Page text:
Posted in , , ,

A Covenant Parable

25 August 2011 by Neil

They had walked more than ten dusty leagues from Megiddo to get here, but this was not what he had imagined.   Crowds surged.  Irritating gadflies buzzed.  Somewhere, a terrified animal screamed.  Men with firewood sledges cursed their way past him.   And the stink, it was way too interesting: a cocktail of sweat, tacky blood, roasting grain, rendered flesh, smoke, feces, perfume, and death.  He retched.  His father was sympathetic.  Their town teemed with pagan Canaanites (Judges 1:27) and hardly anyone there even cared about the Law of Moses, but he and his wife had done their best to teach their son what they could.  Yet this was so different from the heroic Passover stories that they had told the boy during the annual celebration feast, tales of burning bushes and parted waters and safety from wrath.  Now, for the first time, the boy was in the middle of something really ugly.

Now, for the first time, he was in Shiloh (Joshua 18:1).

It had been a huge effort and cost to provision and transport their best stock, but here they were, and in good shape. They had brought two animals: a bull for a burnt offering (Leviticus 1:3-9), and a female goat for a peace offering (Leviticus 3:1, 12-16). They also had finely milled flour from their own fields, which they had just mixed with oil and frankincense to be presented as a grain offering (Leviticus 2:1-2). The boy had helped mill the flour and was looking forward to giving it to the priests. These weren't mandatory offerings but his family wanted to give them, and had worked hard to prepare.

The boy was a sponge; he wanted to know all about these sacrifices.  His father had explained things the best he could, but had trouble answering his son's fundamental question of "Why?".  Even though the father did not really understand it himself, he told the boy that something about these offerings pleased God, and that this was all necessary because of sin. He told his son that his sins were offensive to God, and that God wanted the best offering possible.  It was clear to the boy that his father was determined to give it.

They reached the front of the queue.  Without a thanks or a wink, the grim priest snatched the grain offering from the boy and handed his father a knife.  The father placed his free hand on the forehead of the bull, held contact with its eyes, and slashed. Those eyes bulged wide in pain and terror as blood gushed from the carotid into the basin held ready by the priest's assistant.  There is a lot of blood in a bull, and some got on the boy.  His father set to dismembering the animal while the priests washed the innards and carried away body parts.  Then the father instructed his son to lead the goat forward.  Feeling woozy, the disheartened child had had quite enough of this whole affair, but he had no ruby slippers.  This bloody day would haunt his dreams for the rest of his life.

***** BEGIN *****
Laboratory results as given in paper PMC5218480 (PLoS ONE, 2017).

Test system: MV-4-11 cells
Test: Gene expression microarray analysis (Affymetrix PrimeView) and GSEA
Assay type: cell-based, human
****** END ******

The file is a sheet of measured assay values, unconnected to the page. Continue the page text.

Camping on the road that night, the boy wept for the bull and the goat, and he wept for himself.  He recoiled from the abyss of his own sins and the death that flowed from them.  He was at a complete loss: he did not know what to do.  Even though he didn't have the whole Law of Moses memorized, he did know the Ten Commandments (Deuteronomy 5:1-33) and the Sh'ma (Deuteronomy 6:4-6).  By these standards he could never please God, no matter how many bulls and goats he killed.

Broken and desolate, and he cried out for mercy to the awful I AM (John 8:58), the God of Abraham, Moses, and the Passover. 

He recalled it all as his own son now milled the flour, and asked him why these things were necessary.